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Fighting Hitler's Jets: The Extraordinary Story of the American Airmen Who Beat the Luftwaffe and Defeated Nazi Germany by Robert F. Dorr

Fighting Hitler's Jets: The Extraordinary Story of the American Airmen Who Beat the Luftwaffe and Defeated Nazi Germany by Robert F. Dorr

Author:Robert F. Dorr [Dorr, Robert F.]
Language: eng
Format: epub, azw3, mobi
Publisher: Zenith Press
Published: 2013-11-15T08:00:00+00:00


September 8, 1944

Minus Ernst Heinkel himself, the company bearing his name wanted a second chance—following its near success with the Heinkel He 280—to get an operational jet into service. The company submitted its design as part of an overall program called Salamander to fulfill a September 8, 1944, requirement for a simple, lightweight jet fighter that even a novice could operate—specifically, a teenage member of the Hitlerjugend (Hitler Youth).

The requirement amounted to an invitation to the German aircraft industry, which was in the process of vexing the Allies by continuing to develop and produce aircraft even while being bombed. Industry was happy to respond. At first glance, it appeared to be an opportunity to manufacture an enormous number of aircraft, possibly several thousands, paid for from the coffers of the Reich. The intended production goal was no fewer than four thousand airframes per month, to overwhelm the Allies with sheer numbers.

Focke-Wulf weighed in with a variation of designer Kurt Tank’s previous, and never built, Ta 183, a jet design with high-swept wings and a T tail. The Ta 183 itself would later exert enormous influence on the Soviet Union’s Mikoyan-Gurevich design bureau, with a curious and unforeseen result: in the 1950s, a fake photo of the Ta 183 emblazoned with red stars would appear everywhere in American fan magazines labeled as the MiG-19. In reality, no version of the Ta 183, even one with a MiG prefix, was ever built, although the design influenced the MiG-15 of Korean War fame.

Blohm und Voss, already well known for weird and wonderful aircraft designs, weighed in with a very sensible design for a fighter for the common man, but the Heinkel design team had too much of a head start. Since the designation of P.1073, Heinkel had been mulling small, single-engine jet fighter designs for years and had a solution ready on the drawing board. The Heinkel firm was given an order on September 15, 1944, only a week after the requirement was enunciated.*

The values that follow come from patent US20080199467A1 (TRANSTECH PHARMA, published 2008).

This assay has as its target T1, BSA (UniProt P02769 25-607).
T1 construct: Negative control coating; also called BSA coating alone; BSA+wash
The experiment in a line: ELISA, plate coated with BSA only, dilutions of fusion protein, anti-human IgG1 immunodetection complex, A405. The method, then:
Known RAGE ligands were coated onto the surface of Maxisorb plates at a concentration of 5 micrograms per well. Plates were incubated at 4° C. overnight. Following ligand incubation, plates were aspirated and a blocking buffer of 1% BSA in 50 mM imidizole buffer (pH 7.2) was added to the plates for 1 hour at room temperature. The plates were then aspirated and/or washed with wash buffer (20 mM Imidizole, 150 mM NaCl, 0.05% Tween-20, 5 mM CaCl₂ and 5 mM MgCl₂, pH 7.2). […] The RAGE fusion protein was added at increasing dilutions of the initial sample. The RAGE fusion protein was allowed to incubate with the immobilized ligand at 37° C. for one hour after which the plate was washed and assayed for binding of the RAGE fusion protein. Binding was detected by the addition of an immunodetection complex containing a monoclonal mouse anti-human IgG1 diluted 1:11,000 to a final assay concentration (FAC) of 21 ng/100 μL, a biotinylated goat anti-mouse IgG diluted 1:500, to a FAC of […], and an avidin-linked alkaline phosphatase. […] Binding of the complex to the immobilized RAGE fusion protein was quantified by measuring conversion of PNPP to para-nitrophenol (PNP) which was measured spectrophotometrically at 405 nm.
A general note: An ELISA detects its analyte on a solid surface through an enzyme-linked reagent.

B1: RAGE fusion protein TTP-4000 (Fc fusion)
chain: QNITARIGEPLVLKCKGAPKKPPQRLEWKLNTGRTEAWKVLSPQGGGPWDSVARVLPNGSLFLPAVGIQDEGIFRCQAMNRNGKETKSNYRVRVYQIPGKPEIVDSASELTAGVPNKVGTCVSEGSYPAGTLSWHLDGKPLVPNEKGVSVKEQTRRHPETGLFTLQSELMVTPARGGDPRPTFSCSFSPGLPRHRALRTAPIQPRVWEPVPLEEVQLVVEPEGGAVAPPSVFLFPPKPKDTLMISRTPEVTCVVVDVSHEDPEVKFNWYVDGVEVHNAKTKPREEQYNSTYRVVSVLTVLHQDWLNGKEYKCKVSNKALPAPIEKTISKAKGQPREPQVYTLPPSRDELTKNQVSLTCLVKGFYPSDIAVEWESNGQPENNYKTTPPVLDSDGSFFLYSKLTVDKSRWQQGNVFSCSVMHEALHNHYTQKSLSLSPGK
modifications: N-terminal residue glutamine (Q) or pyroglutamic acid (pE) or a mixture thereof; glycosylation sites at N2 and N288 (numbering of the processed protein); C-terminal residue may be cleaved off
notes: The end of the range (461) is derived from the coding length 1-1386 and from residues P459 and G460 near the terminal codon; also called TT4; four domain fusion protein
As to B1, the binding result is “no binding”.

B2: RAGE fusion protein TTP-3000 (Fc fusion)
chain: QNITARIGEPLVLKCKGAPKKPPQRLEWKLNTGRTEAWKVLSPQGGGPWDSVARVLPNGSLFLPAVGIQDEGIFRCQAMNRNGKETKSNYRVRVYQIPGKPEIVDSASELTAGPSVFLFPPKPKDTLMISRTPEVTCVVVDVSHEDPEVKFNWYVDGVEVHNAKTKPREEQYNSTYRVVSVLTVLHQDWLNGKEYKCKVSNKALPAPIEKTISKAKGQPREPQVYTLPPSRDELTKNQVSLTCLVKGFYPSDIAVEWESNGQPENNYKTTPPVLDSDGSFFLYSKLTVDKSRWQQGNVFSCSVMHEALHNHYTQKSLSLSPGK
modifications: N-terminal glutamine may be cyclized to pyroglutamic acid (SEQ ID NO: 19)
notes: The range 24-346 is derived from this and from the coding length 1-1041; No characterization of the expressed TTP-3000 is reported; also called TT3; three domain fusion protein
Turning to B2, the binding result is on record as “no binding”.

Of course, the idea of a jet fighter for the common folk resulted from a motive stronger than egalitarianism. The Reich’s leaders were worried about real and anticipated shortages of strategic materials, and the Volksjäger was constructed primarily of wood. This concern about aluminum, rubber, plastic, and other materials was reflected on both sides and was seen in a small, prop-driven American fighter, the Bell XP-77. In the case of both sides, it was essentially a false alarm since supplies remained abundant; Germany was still manufacturing aircraft at a respectable rate on the last day of the war.

A more realistic motive behind the simplicity of the He 162: it could be assembled on a crude assembly line in the field, far from any building that might be easily identified as an aircraft factory, using unskilled or semi-skilled labor. While Ernst Heinkel, unlike Willy Messerschmitt, never made use of slave laborers, the Heinkel company after his departure suffered no such compunction. The He 162 was, to put it bluntly, a throwaway



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